All in all, America in Primetime – like other documentaries before – celebrates the evolution of television from the simple, archaic days of the 1950s to a supposed golden age of the 2000s (predominantly on pay TV). By celebrating the creation of broken and disturbed characters whose complexity supports the audience’s alleged desire for drama and realism, the program may appeal to anyone who enjoys shows like Nurse Jackie, The Sopranos, Mad Men or Breaking Bad. For anyone who prefers dignity, subtlety and moderation in storytelling, the documentary may draw the wrong conclusions about a bygone era and leave a taste of bias in your mouth. Personally, I was dissatisfied with the fragmented glimpse into TV history and the overwhelming number of present-day TV makers as a primary interview source. But with my fondness for vintage that may not come as a surprise.

Marcus Welby M.D.

TV classics: Marcus Welby M.D.

USA 1969-76, 7 seasons, 169 episodes, 48 minutes each, ABC. Cast: Robert Young, James Broslin, Elena Verdugo, Recurring cast: Anne Baxter, Christine Belford, Anne Schedeen, Sharon Gless, Gavin Brendan, Pamela Hensley

Plot summary: After living through a heart attack, Marcus Welby shares his practice a young doctor called Steven Kiley. As a general practitioner, Dr. Welby has a lot to teach to his young associate whose medical skills are as formidable as his methods are modern.

Review: Marcus Welby M.D. premiered on ABC with a two hour movie of the week in September 1969. It introduced the lead character Dr. Welby and his young associate Dr. Steven Kiley, as well as some supporting regulars such as Elena Verdugo as Consuelo Lopez, the doctors faithful nurse and secretary. Serving as a pilot episode to the following TV show, the plot focused on the characters’ background, as well as on the essentials of medical drama: emergency patients and the duality of professional opinions.

Throughout its seven years on the air, Marcus Welby M.D. stuck to its successful ingredients of featuring two generations of doctors who did their best to cure their patients. Robert Young played Dr. Welby, a general practitioner who cared for his patients as more than just customers who paid their bills. James Brolin was Dr. Kiley, his young and ambitious associate who brought a whole set of modern ideas to the Welby practice as well as an eagerness to learn his mentor’s well-tried techniques. They were supported by a hands-on secretary and a variety of regular guest stars such as Anne Baxter, Christine Belford, Sharon Gless or Anne Schedeen.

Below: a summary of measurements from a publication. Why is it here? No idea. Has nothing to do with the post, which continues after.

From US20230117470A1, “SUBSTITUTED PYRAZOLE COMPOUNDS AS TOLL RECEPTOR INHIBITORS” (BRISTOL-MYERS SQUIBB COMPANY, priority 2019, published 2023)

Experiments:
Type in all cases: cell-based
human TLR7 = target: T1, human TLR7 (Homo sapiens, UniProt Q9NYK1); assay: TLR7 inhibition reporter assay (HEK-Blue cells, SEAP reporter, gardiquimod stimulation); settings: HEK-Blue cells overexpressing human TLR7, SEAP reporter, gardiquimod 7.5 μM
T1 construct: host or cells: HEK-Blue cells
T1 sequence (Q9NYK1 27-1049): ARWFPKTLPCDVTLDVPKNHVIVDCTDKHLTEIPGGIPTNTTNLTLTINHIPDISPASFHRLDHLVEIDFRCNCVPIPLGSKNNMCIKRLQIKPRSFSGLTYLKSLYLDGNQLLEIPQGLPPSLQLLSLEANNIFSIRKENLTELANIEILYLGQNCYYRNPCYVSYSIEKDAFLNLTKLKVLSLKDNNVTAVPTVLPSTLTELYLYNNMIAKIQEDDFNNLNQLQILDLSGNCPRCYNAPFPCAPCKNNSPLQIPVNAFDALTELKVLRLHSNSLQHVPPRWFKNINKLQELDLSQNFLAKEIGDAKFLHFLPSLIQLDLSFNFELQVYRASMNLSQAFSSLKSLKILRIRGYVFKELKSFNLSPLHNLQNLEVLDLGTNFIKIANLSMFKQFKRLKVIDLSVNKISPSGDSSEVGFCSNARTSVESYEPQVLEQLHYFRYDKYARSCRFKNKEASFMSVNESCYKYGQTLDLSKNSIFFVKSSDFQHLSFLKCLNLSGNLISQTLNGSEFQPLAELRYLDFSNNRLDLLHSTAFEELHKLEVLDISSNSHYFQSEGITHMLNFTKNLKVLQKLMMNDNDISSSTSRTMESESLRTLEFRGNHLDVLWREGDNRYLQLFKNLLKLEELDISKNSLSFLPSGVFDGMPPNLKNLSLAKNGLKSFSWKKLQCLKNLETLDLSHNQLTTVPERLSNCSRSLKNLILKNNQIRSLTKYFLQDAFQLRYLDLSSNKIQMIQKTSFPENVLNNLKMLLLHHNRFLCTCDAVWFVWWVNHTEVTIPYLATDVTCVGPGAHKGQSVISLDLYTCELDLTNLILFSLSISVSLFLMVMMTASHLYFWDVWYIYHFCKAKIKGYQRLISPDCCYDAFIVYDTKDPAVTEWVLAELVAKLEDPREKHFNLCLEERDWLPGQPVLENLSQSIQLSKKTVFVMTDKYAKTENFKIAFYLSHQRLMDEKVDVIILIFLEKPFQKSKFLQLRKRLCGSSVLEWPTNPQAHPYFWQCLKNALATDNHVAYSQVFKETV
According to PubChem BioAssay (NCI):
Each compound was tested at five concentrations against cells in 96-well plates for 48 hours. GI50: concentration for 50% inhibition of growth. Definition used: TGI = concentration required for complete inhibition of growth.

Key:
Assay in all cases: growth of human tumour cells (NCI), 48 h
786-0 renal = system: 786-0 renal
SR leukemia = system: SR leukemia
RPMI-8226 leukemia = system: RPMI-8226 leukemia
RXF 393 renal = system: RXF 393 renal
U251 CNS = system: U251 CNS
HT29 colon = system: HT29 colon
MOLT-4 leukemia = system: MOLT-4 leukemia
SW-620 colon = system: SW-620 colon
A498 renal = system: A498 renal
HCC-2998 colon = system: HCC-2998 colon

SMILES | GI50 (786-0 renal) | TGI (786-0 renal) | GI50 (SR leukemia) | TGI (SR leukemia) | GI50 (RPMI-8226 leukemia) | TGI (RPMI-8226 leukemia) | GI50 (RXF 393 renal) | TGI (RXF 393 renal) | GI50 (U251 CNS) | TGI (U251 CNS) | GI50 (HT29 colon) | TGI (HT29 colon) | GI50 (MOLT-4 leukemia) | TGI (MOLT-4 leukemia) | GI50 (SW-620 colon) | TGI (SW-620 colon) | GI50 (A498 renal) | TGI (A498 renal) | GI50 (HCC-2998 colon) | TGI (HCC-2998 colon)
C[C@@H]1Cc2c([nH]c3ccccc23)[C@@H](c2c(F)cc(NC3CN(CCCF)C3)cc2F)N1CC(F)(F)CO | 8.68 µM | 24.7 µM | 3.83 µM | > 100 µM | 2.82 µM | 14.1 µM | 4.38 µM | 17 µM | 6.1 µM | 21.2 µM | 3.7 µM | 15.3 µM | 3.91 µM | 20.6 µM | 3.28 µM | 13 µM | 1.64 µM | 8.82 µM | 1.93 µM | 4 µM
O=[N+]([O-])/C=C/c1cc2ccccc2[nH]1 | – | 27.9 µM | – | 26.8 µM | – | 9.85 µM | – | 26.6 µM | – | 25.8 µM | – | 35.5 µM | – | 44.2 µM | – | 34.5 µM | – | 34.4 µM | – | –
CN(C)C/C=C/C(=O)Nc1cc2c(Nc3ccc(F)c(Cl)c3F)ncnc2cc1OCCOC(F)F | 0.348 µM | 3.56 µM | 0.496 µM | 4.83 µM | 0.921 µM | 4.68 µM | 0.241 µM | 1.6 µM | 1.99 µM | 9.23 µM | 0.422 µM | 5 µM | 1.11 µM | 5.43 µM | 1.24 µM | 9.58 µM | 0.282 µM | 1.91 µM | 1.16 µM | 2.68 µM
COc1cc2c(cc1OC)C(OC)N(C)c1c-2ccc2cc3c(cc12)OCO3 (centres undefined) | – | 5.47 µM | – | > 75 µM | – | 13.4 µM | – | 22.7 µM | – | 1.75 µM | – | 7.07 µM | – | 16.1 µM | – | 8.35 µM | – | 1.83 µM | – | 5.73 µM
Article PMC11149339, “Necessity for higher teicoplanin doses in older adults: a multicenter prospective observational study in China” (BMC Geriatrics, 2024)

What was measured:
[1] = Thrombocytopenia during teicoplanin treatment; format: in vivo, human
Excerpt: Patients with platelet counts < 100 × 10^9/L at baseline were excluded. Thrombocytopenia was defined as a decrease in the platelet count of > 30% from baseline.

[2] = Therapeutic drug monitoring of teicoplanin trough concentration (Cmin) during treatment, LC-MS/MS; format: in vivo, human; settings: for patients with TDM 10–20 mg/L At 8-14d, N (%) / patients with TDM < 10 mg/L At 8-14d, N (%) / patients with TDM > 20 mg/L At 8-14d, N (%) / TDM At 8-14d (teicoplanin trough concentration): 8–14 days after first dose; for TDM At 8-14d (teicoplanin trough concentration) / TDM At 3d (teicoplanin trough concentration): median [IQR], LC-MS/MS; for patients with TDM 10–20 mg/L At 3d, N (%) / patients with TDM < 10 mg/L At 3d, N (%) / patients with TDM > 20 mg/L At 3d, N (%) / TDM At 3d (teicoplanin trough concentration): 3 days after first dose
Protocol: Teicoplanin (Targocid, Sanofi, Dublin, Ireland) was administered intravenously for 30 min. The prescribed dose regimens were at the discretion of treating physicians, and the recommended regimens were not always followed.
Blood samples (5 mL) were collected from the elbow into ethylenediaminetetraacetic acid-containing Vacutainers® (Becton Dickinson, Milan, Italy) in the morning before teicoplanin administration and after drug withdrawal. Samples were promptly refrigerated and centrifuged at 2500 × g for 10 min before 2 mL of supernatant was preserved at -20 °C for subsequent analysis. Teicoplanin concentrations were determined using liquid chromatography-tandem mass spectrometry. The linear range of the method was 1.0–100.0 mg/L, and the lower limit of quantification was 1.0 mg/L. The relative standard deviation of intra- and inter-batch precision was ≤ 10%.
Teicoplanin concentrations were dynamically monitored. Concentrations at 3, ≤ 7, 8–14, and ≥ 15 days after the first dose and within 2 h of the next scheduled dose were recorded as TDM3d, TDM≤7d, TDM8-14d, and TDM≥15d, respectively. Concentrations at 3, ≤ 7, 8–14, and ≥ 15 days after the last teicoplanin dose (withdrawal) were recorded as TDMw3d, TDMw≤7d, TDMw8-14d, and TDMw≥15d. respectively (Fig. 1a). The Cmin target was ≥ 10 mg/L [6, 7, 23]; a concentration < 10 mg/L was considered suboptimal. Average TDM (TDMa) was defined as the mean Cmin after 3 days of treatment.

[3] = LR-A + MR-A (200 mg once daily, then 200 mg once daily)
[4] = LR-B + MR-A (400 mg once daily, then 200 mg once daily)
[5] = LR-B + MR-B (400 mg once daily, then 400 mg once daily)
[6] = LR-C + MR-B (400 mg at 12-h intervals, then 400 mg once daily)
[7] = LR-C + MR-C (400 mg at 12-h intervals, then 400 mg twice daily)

Introducing new cases every week, Marcus Welby M.D. touched a lot of medical issues otherwise not commonly addressed on television. The show also reunited Robert Young with his longtime Father Knows Best co-star Jane Wyatt, and his two time RKO co-star Barbara Hale who guest starred for an episode each.

After hitting a respectable high in ratings in its second season and a nod at the Emmys, the show declined in the mid 70s and was ultimately taken off the air in 1976 after a total run of 169 episodes. Today, the show is slowly being released on DVD to be savored by its many fans who loved the show back in the days or grew up with it in reruns. What was entertaining then is blissfully diverting now – Marcus Welby M.D. with its high quality scripts and top notch actors is a true gem.

Seasons one and two available on DVD.

Marcus Welby M.D. pilot episode, “A Matter of Humanities”

Vintage Christmas

So this is it, only one day left till Christmas Eve.  Let’s doll up and spend the holidays with some of those joyful classics. Have yourself a charming vintage Christmas. And bless y’all!

Christmas songs:

Christmas TV episodes:

Christmas radio:

Father Knows Best

TV classics: Father Knows Best

USA 1954-60, 6 seasons,  203 episodes, approximately 25 minutes each, CBS and NBC, black & white, Created by: Ed James. Cast: Robert Young, Jane Wyatt, Elinor Donahue, Billy Gray, Lauren Chapin

Plot summary: Jim is the head of the Anderson family, including his wife Margaret and their three children Betty, Bud and Kathy. Together they master their everyday life with a good sense of humor and lots of love.

Review: In 1949, Father Knows Best had its radio debut before it moved on to continue its success on television five years later. Circling around the everyday joys and troubles of the Anderson family, the show was targeting an audience of all ages. Jim Anderson, his wife Margaret and their three children epitomized the American family: Jim as the working father who advises his brood in times of trouble, Margaret, housewife and mother, the voice of reason in the family, and their three well-bred children.

What is sometimes perceived as a cliche today was a magnet for entire families then, a program to watch every week with entertaining storylines of educational value. It would be wrong to assume that every family worked as perfectly back in the 50s as the program suggests – after all, how much do contemporary programs reflect our lives today? But like in the 2000s, there was a grain of truth behind the concept. Father Knows Best reflected the aspirations of an entire generation of Americans and influenced their children as they grew up.

Regrettably, both Jim and Margaret Anderson seem outdated with their commitment to family and harmony these days, compared to most shows that now dominate TV. They are gaining momentum again however, online and on DVD. Like so many of their contemporaries, the show is well perceived, once more, by an audience of all ages – some of them old enough to remember the 1950s with great fondness while others wish to have experienced those times for real. There seems to be a craving for authentic programs and storylines far away from sex, drugs and mayhem. For shows that present reliable values and happy faces. Father Knows Best sure is one of those desired products, led by a charming cast of actors including the unforgettable Robert Young and the equally memorable Jane Wyatt as Mr. and Mrs. Anderson.

Available on DVD. Father Knows Best sample episodes

Father Knows Best website